Salvation Army store on Business Loop 70 not accepting donations while renovating

Thursday, May 29, 2008 | 8:47 p.m. CDT; updated 12:39 a.m. CDT, Tuesday, July 22, 2008

COLUMBIA — It looked as if a tornado had blown through the side parking lot of the Salvation Army Thrift Store off Business Loop 70 on Thursday afternoon. Half the side lot was strewn with items left by well-meaning donors: yellow shorts, mystery novels, old couches — you name it — it was there in a disorganized lot.

Although the thrift store, at 1304 Parkade Blvd., has been closed for renovations for a week, people have been continuing to try to donate items by leaving them in the parking lot, said Salvation Army Development director Cyndy Chapman. Unfortunately, rather than helping the Salvation Army, dropping off donations when it’s closed simply costs it more money.

By ignoring the “no dumping” signs and leaving materials in the lot, it prompts others to look through them, which often leaves them unsuitable for sale. Overnight rain can also destroy the items. Salvation Army employees have to check the lot every morning to make sure it is clear enough for renovation crews to work. The charity also must pay to have unusable items taken to the landfill.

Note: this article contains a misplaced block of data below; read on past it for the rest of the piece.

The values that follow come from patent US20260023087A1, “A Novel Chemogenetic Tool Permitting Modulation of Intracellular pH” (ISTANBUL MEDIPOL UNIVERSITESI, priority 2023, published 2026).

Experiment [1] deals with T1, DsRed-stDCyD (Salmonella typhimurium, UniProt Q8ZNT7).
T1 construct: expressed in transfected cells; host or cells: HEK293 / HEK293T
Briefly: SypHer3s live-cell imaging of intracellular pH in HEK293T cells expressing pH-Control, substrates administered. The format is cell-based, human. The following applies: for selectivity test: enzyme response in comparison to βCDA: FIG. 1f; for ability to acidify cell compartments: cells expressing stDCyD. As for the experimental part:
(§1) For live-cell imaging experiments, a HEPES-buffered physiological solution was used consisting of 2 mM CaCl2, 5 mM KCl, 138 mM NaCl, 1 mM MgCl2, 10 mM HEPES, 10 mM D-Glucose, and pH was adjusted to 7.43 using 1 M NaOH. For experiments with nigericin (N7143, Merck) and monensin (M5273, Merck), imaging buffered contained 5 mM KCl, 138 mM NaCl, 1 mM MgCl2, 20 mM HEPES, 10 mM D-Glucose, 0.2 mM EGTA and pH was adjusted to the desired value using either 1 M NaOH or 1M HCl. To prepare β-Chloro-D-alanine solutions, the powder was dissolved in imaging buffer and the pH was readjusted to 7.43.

Rather than leaving the items at the Parkade store, people can take them to the other Salvation Army Thrift Store at 23 E. Walnut St., or wait until the Parkade store reopens Monday.

Chapman also said that although it is illegal to dump items near posted signs, police lack the resources to monitor the lot and ensure people don’t drop things off.

“It’s not their problem,” she said.

The Salvation Army thrift stores accept donated items then sell them at low prices, giving the proceeds to local charities. Chapman emphasized that the profits from local thrift stores stay in Columbia.

On Thursday afternoon, Columbia resident Kara Ash, 31, was sifting through items left in the parking lot. She said she often looks through the things the Salvation Army throws out because she finds them usable.

Ash often finds clothes for her daughters, Alana, 7, and Hannah, 4, that she said are basically new.

“You would not believe what people throw out,” she said. “It’s ridiculous.”

Ash said she has called the police and sheriff’s departments to make sure what she is doing is legal. She also suggested that people — and the Salvation Army — should consider donating items they deem unusable to The Shelter, which helps victims of domestic violence and sexual assault, rather than dumping them.

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